The Law Society of Ontario has begun to mandate succession planning for lawyers. This makes sense as an initiative to provide clients with certainty for when a lawyer wishes to retire or passes away suddenly.
I have heard many stories of clients who have phoned up their prior lawyer who was in possession of their will, only to find that the doors have been closed for some time. Having a lawyer succession plan makes plenty of sense and one efficient avenue that some lawyers may want to consider is to sell their practice. The sale of a professional practice has grown in prominence in other professions (such as accounting and dentistry) but there is a dearth of information and past cases surrounding the sale of a law practice outside of mergers between larger law firms. As someone who has acquired three law practices, I thought it prudent to explain some considerations to those readers who are thinking of selling their law practice.
In my experience there are three ways to sell your law practice:
- To a family member who takes over the business over time. This is very helpful as it relates to client and employee transition; not so helpful if you have no children or none who wish to take over.
- To an existing senior employee or partner who either takes over the business over time or buys out your interest. Again, this is ideal for transitioning clients, but it is rare to find an employee who takes the risk of ownership. Also, as an owner, it is difficult to make the mental shift of viewing an employee with a different lens as capable of this new responsibility.
- To a third-party buyer as a straight sale. As mentioned, while this is rarer in the legal community outside of larger mergers, if done effectively, it could provide equity value for your business, proper transition of your clients and staff, and a general succession plan that does not involve winding down the practice.
Many lawyers do not realize what the value of their practice may be worth, even if they are, ironically, corporate lawyers who assist other clients in the sales of their own businesses. While a lawyer can obtain a third-party valuator, the value of a law practice (like the value of anything) is ultimately what a third party will pay for it.
The following are factors that a buyer looks for in determining valuation:
- Financial viability over a period of time: This involves an exercise of looking at the financial statements of the business to determine if it has been profitable over a long period of time and the trends inherent in the financial picture.
- Customer type: Does the practice have recurring billings from clients (i.e. a wills bank, minutebook reviews, securities filings etc.). How many clients make up most of the billings and what are the chances the owner can transfer these clients to the new firm?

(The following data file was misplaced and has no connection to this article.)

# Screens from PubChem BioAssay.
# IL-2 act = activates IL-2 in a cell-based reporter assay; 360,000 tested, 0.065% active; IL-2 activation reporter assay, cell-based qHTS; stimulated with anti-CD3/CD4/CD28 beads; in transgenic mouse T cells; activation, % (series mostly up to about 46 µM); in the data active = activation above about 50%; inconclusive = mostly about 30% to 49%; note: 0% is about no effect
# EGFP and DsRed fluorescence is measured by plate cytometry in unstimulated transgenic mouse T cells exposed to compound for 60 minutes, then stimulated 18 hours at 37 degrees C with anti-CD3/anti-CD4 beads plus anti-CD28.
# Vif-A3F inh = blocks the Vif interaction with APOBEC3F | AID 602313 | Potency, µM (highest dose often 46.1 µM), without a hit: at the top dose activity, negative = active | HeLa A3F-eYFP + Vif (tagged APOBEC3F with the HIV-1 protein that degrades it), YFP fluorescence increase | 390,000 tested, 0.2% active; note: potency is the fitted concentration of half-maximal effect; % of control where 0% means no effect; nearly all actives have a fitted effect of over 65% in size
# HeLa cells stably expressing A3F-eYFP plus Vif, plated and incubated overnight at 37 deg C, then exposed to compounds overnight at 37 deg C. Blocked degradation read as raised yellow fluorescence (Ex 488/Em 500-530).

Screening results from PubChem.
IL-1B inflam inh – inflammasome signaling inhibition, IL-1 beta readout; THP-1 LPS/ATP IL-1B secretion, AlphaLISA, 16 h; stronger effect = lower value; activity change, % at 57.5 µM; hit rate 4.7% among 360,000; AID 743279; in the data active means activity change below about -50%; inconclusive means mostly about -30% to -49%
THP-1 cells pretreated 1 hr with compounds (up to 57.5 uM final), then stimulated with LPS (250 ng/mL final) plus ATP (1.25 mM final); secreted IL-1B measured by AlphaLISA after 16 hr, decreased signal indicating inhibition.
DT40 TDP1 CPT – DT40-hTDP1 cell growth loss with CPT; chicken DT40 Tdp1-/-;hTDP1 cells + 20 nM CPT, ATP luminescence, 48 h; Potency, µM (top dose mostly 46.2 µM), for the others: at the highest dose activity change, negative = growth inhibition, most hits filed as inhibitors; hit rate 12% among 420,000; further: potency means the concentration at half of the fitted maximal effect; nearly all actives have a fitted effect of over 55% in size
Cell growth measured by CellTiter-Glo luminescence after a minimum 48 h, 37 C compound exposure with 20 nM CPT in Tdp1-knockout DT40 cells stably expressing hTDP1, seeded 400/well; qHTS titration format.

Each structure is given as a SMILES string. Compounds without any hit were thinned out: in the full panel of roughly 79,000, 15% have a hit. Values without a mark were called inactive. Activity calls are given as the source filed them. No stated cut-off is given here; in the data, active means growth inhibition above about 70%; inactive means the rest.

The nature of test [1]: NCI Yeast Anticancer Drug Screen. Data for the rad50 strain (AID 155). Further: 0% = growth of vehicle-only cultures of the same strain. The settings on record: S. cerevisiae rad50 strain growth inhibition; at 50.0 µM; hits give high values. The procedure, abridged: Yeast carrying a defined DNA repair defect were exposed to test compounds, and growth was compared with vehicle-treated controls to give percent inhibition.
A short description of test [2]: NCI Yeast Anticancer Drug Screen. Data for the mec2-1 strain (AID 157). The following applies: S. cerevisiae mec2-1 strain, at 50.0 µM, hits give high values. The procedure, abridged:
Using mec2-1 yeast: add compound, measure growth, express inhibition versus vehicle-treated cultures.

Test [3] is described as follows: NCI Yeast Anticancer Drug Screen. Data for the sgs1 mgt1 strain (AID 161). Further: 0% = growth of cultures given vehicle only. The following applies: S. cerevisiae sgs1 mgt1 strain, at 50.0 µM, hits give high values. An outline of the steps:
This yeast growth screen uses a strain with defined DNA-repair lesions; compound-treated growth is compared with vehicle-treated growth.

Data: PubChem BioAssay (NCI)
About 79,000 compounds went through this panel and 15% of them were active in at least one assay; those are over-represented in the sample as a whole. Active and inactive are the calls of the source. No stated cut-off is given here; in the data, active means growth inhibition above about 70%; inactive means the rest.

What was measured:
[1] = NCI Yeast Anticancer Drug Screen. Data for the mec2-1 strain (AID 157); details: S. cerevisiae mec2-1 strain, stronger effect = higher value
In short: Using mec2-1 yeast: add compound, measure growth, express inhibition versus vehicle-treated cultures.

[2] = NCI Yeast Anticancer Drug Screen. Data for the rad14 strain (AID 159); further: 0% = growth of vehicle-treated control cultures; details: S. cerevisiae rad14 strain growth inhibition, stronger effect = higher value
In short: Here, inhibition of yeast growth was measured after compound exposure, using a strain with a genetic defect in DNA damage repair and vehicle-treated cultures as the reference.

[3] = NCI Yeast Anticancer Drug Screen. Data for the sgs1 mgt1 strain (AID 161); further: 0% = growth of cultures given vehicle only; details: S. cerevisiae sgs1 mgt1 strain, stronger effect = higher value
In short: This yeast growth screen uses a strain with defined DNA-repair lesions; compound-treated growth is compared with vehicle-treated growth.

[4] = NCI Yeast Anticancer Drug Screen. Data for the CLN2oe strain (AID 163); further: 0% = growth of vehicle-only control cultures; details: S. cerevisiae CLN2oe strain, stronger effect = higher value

- Staff: How many lawyers work at the practice and does the practice have any support staff, the length of their service and quality of work?
- Brand/sales: How does the practice generate new sales? Does it have a strong brand or are sales tied to a relationship with the exiting owner?
- Location: This has become less important over the years given virtual practices but is still important enough to have an effect on valuation.
- Internal Reporting and Processes: Is there an internal process (beyond file management software) that can automate the business to make it easier for transfer? How is technology used, if at all?
All of the items above are qualitative factors specific to a buyer who will ascribe a value based on your practice. From there, given the risks of client transfer, you can also expect holdback or performance-based terms for the acquisition of your practice.
On the sell-side, as a lawyer looking for potential buyers — it depends on the lawyer’s personal goals and reasons for selling. For example: does the retiring lawyer want to maintain its name and staff for a period of time? Does the buyer need particular expertise to take over the files? How long is the selling lawyer willing to stay on?
In order to get the best valuation for your practice, it is important to prepare the practice for sale. Preparation can take several years in advance based on internal tax structuring but also preparing the information package to provide to a potential suitor, which can be difficult while practising and keeping this quiet from other staff. That being said, while preparation is important, lawyers are consistently amazed at how quickly the closing of these transactions move forward. As a result, in selling your practice, you need to be prepared emotionally for retirement and the idea of another lawyer taking over and potentially losing some long-standing clients.
The sale of a law practice, as with any business, is a large endeavour but if done correctly, you can see real equity value built out of a practice built over many years and a true succession plan. It may not be for everyone, but the time may be right for you.